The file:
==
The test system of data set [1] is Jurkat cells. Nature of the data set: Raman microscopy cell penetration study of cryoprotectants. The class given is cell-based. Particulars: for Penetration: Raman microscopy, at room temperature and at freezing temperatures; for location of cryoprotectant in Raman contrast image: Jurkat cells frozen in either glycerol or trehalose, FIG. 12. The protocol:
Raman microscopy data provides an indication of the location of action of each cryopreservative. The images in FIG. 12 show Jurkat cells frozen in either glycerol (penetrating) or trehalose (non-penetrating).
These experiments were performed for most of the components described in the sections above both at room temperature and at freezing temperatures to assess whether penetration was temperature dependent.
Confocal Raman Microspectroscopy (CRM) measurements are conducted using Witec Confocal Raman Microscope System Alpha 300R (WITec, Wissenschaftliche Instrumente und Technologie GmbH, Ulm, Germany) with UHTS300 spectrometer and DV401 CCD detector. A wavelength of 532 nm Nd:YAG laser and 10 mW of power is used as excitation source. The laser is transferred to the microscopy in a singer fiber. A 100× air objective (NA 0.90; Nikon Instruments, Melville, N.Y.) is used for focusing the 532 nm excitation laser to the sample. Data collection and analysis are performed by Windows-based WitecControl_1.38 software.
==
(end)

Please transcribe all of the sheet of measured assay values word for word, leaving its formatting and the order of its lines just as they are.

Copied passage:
The test system of data set [1] is Jurkat cells. Nature of the data set: Raman microscopy cell penetration study of cryoprotectants. The class given is cell-based. Particulars: for Penetration: Raman microscopy, at room temperature and at freezing temperatures; for location of cryoprotectant in Raman contrast image: Jurkat cells frozen in either glycerol or trehalose, FIG. 12. The protocol:
Raman microscopy data provides an indication of the location of action of each cryopreservative. The images in FIG. 12 show Jurkat cells frozen in either glycerol (penetrating) or trehalose (non-penetrating).
These experiments were performed for most of the components described in the sections above both at room temperature and at freezing temperatures to assess whether penetration was temperature dependent.
Confocal Raman Microspectroscopy (CRM) measurements are conducted using Witec Confocal Raman Microscope System Alpha 300R (WITec, Wissenschaftliche Instrumente und Technologie GmbH, Ulm, Germany) with UHTS300 spectrometer and DV401 CCD detector. A wavelength of 532 nm Nd:YAG laser and 10 mW of power is used as excitation source. The laser is transferred to the microscopy in a singer fiber. A 100× air objective (NA 0.90; Nikon Instruments, Melville, N.Y.) is used for focusing the 532 nm excitation laser to the sample. Data collection and analysis are performed by Windows-based WitecControl_1.38 software.